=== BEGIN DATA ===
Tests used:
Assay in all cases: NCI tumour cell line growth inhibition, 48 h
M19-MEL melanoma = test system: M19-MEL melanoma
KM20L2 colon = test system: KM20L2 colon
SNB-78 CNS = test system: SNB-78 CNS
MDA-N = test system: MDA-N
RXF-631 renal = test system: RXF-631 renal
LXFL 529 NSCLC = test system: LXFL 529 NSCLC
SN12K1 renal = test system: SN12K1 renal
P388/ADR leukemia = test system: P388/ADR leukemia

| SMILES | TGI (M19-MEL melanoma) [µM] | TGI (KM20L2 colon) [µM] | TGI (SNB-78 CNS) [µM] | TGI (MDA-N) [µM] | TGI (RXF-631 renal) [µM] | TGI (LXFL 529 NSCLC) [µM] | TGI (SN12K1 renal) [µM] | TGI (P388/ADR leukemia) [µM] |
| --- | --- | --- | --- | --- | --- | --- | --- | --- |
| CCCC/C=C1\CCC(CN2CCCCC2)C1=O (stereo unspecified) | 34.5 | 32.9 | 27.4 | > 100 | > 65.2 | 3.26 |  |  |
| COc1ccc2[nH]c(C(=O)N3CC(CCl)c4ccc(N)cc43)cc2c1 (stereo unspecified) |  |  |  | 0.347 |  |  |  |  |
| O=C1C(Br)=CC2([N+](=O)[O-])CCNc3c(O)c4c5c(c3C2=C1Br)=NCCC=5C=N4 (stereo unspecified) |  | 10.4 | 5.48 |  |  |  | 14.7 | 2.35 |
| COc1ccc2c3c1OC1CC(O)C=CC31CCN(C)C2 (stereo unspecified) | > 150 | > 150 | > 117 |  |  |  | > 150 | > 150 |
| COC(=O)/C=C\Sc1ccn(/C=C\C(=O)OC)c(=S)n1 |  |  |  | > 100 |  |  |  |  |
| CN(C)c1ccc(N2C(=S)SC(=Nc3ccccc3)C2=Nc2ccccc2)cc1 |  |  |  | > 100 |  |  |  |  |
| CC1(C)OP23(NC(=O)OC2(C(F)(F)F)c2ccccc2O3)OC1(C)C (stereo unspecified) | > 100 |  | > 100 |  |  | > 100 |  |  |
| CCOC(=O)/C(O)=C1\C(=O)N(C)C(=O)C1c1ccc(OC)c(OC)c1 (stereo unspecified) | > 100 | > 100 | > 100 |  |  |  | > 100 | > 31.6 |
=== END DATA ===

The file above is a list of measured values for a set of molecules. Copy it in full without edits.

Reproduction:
Tests used:
Assay in all cases: NCI tumour cell line growth inhibition, 48 h
M19-MEL melanoma = test system: M19-MEL melanoma
KM20L2 colon = test system: KM20L2 colon
SNB-78 CNS = test system: SNB-78 CNS
MDA-N = test system: MDA-N
RXF-631 renal = test system: RXF-631 renal
LXFL 529 NSCLC = test system: LXFL 529 NSCLC
SN12K1 renal = test system: SN12K1 renal
P388/ADR leukemia = test system: P388/ADR leukemia

| SMILES | TGI (M19-MEL melanoma) [µM] | TGI (KM20L2 colon) [µM] | TGI (SNB-78 CNS) [µM] | TGI (MDA-N) [µM] | TGI (RXF-631 renal) [µM] | TGI (LXFL 529 NSCLC) [µM] | TGI (SN12K1 renal) [µM] | TGI (P388/ADR leukemia) [µM] |
| --- | --- | --- | --- | --- | --- | --- | --- | --- |
| CCCC/C=C1\CCC(CN2CCCCC2)C1=O (stereo unspecified) | 34.5 | 32.9 | 27.4 | > 100 | > 65.2 | 3.26 |  |  |
| COc1ccc2[nH]c(C(=O)N3CC(CCl)c4ccc(N)cc43)cc2c1 (stereo unspecified) |  |  |  | 0.347 |  |  |  |  |
| O=C1C(Br)=CC2([N+](=O)[O-])CCNc3c(O)c4c5c(c3C2=C1Br)=NCCC=5C=N4 (stereo unspecified) |  | 10.4 | 5.48 |  |  |  | 14.7 | 2.35 |
| COc1ccc2c3c1OC1CC(O)C=CC31CCN(C)C2 (stereo unspecified) | > 150 | > 150 | > 117 |  |  |  | > 150 | > 150 |
| COC(=O)/C=C\Sc1ccn(/C=C\C(=O)OC)c(=S)n1 |  |  |  | > 100 |  |  |  |  |
| CN(C)c1ccc(N2C(=S)SC(=Nc3ccccc3)C2=Nc2ccccc2)cc1 |  |  |  | > 100 |  |  |  |  |
| CC1(C)OP23(NC(=O)OC2(C(F)(F)F)c2ccccc2O3)OC1(C)C (stereo unspecified) | > 100 |  | > 100 |  |  | > 100 |  |  |
| CCOC(=O)/C(O)=C1\C(=O)N(C)C(=O)C1c1ccc(OC)c(OC)c1 (stereo unspecified) | > 100 | > 100 | > 100 |  |  |  | > 100 | > 31.6 |